going to Heaven. The longer Hamlet waits to exact his revenge, the further he descends into
madness and melancholy. A prime example of Hamlet’s melancholic state is his famous “To be,
or not to be” monologue in Act 3, Scene 1. In this monologue, Hamlet seems to be having an
existential crisis as he contemplates the meaning of life and death and whether or not he would
be better off to take his own life. His madness and melancholy has driven him to the point
wanting to commit suicide.
Hamlet’s madness likely stems from an actual mental illness, most likely a depressive illness.
Hamlet admits to suffering from melancholy. The death of his father only worsened a preexisting
condition. Throughout the play, Hamlet displays pessimistic thoughts and negativity. He is
unable to cope with his perceived responsibility to his father and is driven further into a state of
depression (Shaw).
Hamlet’s madness and his quest for revenge ultimately resulted in his death. This quest for
revenge resulted in not only his own death, but in the deaths of many other characters in the
play as well, including his mother, Gertrude, who drinks the poison that was meant for him. His
need for revenge against the man who murdered his father ended in the further destruction of
his own family.

Hamlet's Antic Disposition:/ Reality of madness:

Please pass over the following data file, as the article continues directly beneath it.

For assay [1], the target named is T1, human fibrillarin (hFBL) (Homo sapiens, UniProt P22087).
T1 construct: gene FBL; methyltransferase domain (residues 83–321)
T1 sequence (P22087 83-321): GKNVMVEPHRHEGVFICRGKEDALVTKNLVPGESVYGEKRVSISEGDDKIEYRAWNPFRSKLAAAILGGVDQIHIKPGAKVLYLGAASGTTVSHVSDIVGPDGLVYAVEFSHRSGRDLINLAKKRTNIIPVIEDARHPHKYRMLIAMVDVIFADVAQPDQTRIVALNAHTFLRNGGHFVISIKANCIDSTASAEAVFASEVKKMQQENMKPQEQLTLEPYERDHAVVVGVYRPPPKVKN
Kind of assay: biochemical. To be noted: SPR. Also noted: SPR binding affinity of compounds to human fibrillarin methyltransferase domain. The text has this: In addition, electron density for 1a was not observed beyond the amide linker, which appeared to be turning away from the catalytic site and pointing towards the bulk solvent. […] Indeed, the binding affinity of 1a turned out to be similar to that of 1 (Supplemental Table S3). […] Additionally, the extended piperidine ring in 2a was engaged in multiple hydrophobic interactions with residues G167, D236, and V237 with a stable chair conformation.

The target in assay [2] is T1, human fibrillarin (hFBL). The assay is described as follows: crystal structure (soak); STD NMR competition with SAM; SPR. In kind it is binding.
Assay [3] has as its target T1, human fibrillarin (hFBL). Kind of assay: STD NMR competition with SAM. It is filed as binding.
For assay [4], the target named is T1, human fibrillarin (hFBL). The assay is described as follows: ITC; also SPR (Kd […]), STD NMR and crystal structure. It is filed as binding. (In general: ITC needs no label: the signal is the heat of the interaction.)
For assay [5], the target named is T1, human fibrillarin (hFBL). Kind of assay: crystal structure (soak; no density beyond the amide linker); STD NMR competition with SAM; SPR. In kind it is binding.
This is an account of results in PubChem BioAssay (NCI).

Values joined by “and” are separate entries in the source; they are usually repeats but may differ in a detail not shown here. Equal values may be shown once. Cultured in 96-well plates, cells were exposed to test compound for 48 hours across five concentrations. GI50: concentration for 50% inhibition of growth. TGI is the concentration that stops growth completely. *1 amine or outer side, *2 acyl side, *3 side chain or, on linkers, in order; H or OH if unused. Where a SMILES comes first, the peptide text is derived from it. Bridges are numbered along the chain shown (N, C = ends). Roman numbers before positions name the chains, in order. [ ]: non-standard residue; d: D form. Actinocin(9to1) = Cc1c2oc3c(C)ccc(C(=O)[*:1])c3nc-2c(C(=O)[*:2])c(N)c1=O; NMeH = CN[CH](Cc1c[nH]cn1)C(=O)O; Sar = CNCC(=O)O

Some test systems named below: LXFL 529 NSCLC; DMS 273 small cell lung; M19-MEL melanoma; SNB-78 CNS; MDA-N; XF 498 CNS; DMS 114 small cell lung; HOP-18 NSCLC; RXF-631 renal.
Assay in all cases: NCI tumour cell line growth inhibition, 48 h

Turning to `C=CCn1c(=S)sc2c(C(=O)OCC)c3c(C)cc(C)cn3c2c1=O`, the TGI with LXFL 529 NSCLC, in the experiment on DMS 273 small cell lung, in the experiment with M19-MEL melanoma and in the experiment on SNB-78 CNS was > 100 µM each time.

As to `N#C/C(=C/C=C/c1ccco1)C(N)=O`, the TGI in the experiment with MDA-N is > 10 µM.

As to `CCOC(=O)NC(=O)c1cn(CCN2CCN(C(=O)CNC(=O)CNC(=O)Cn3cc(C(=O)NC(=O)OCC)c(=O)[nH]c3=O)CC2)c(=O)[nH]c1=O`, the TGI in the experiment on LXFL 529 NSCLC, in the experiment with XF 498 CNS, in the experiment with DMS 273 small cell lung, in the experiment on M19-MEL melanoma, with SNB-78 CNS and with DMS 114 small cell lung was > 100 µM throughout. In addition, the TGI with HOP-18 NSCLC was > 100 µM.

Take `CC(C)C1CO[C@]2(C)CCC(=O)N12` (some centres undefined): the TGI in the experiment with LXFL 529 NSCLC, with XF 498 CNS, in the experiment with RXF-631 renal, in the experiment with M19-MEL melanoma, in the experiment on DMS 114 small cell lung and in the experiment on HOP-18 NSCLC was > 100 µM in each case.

There is much evidence in the play that Hamlet deliberately feigned fits of madness in order to
confuse and disconcert the king and his attendants. His avowed intention to act "strange or odd"
and to "put an antic disposition on" 1 (I. v. 170, 172) is not the only indication. The latter phrase,
which is of doubtful interpretation, should be taken in its context and in connection with his other
remarks that bear on the same question. To his old friend, Guildenstem, he intimates that "his
uncle-father and aunt-mother are deceived," and that he is only "mad north-north-west." (II. ii.
360.) But the intimation seems to mean nothing to the dull ears of his old school-fellow. His only
comment is given later when he advises that Hamlet's is "a crafty madness." (III. i. 8.)

When completing with Horatio the arrangements for the play, and just before the entrance of the
court party, Hamlet says, "I must be idle." (III. ii. 85.) This evidently is a declaration of his
intention to be "foolish," as Schmidt has explained the word. 2 Then to his mother in the Closet
Scene, he distinctly refers to the belief held by some about the court that he is mad, and
assures her that he is intentionally acting the part of madness in order to attain his object:

"I essentially am not in madness,


But mad in craft."
(III. iv. 187-8.)
This pretense of madness Shakespeare borrowed from the earlier versions of the story. The fact
that he has made it appear like real madness to many critics today only goes to show the
wideness of his knowledge and the greatness of his dramatic skill.